There are new images that we took today. If you want to have a look click here. By the way the blue thing on his leg is a bandage to keep the IV line in place.
And here is a link to the invoice from the vets so you can see the costs so far.
Thank you for your on going support and we will update again soon.
Last night three members of AFA were out working on the dairy investigation near Huntly. As they were driving along State Highway One they spotted a little white and ginger kitten on the side of the road shivering up against the concrete barrier.
“We pulled over and one of us got out, and walked towards him and he meowed out as if asking for our help. His back legs were limp, and he was wet and shivering from the rain and cold. One of us picked him up in a blanket and carried him carefully to the car. He meowed as he was placed in the car but settled down when he was comforted and held. As he started to warm up he even began to purr.
As soon as we had made him comfortable we headed to Auckland to take him to the after hour’s emergency vet on Carrington Road. We feared that the vet would recommend that he be euthanaised as his rear end did not seem responsive.
Thankfully however while we were in the vet clinic the kitten moved his back legs which was great news. The vets weighed him at a mere 2.16 kgs, and found he had previously received bites on his back and was covered in fleas. We left him at the vets so that he could be x-rayed.
This morning we got a call to say that he had a broken back but it could be fixed with surgery or rest. This however needs to be investigated further by the surgical team on Monday morning. He is also not eating well and has been placed on an IV drip.
We are hopeful that once he is better we will be able to place him in the loving home which he deserves where he will get all the cuddles he wants, all the food and water he needs and he no longer has to live on the street. But first we need help with his vet bill. So far the vet bill stands at $1100 but that is without the surgery or ongoing care. Any donations would be greatly appreciated.
Also if anyone can provide him with the home he needs after he’s better, please get in contact with us. It will be a while yet till he’s better but it will be great to know he will have a loving place to go to.”
One of our members had this to say of the experience "It just seemed so fortuitous that we were driving past at that particular time & so wonderful that we turn the car around & check to see what the huddled shape against the barrier was. It's always a moving experience helping a creature that is in such desperate need of help. The thought of his loud purring once he'd been given that help makes me feel quite emotional. I really hope he makes a good recovery. He must have felt so frightened & alone out there on the road."
Over the last couple of weeks members of our investigation team have been looking into the treatment of animals on dairy farms as well as getting to know individual cows. Two weeks ago some of us were in Nelson and found injured calves, dead calves and a dairy cow with udders so large that she could hardly walk. But last weekend we got to see something awesome; well actually four awesome someone's; Cassidy, Spice, Sugar and her calve Cinnamon.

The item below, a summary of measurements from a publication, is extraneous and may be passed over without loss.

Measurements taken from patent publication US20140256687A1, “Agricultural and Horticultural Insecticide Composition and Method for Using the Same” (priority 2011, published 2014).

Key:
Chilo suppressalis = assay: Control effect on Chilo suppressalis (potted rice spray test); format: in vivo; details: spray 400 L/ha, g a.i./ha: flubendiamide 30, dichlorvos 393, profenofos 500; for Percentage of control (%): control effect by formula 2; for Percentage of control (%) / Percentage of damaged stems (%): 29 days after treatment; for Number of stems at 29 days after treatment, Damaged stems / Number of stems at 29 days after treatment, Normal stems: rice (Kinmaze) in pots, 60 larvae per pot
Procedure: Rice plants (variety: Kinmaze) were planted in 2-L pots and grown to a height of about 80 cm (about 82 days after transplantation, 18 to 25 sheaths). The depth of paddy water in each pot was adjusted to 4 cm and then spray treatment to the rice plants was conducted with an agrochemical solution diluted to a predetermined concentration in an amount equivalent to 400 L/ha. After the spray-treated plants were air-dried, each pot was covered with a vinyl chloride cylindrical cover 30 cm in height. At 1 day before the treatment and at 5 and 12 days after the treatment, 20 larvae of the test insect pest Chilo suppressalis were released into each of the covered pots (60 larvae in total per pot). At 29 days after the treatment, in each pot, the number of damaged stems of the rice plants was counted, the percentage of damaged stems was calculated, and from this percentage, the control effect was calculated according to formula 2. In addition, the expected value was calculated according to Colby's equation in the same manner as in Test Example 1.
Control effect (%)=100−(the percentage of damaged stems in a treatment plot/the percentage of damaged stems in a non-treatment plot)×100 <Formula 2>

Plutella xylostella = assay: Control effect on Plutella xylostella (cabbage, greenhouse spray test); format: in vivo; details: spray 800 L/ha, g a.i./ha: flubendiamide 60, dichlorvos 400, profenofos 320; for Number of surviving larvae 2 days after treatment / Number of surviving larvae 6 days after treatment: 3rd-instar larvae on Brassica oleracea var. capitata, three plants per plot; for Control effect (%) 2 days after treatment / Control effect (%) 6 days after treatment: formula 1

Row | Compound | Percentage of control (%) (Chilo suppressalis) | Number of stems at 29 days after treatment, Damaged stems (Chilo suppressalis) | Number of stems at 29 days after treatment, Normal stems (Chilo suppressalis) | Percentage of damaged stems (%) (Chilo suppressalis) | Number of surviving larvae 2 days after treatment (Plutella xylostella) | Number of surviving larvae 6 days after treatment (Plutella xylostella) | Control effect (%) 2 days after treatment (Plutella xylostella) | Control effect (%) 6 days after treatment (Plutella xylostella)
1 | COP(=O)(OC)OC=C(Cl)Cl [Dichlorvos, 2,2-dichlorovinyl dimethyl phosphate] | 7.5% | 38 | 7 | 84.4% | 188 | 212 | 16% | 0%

They are four cows who live with a dairy-free vegetarian lady out in east Auckland. Their mum Christine answered our call out for stories about calves who are still living with their mums and even let us go out and meet them. Christine told us heaps of stories about her babies but the cutest thing was about the bond between Sugar and her 11 month old calve Cinnamon.
Christine said that Cinnamon had reached the time to be weaned during the drought last summer and thought it was best for Sugar so that she did not have the added pressure of having to produce milk for Cinnamon. Christine separated the two by putting them in different paddocks but they continued to moo to each other; obviously sad to be separated and desperate to be back together. As would happen with dairy cows, if they were not milked, Sugars milk dried up. However sooner or later Cinnamon found her own way back into her mums paddock and began suckling. Much to Christine's surprise Sugar began lactating again and has been feeding a very chubby Cinnamon ever since despite the fact that she also eats grass, vegies and meal :)
This was such a contrast to the life of the calves we saw in Nelson who had been taken from their mothers and left in sheds on their own, were dead or in a truck on the way to the slaughterhouse.
The AFA blog will be an informal space where we will talk to our supporters about what we have been up too, add our voice to animal related discussions being held in the main stream media, things that have been added to the website and that sort of thing :)
If you want to read news from AFA then please check our News Page.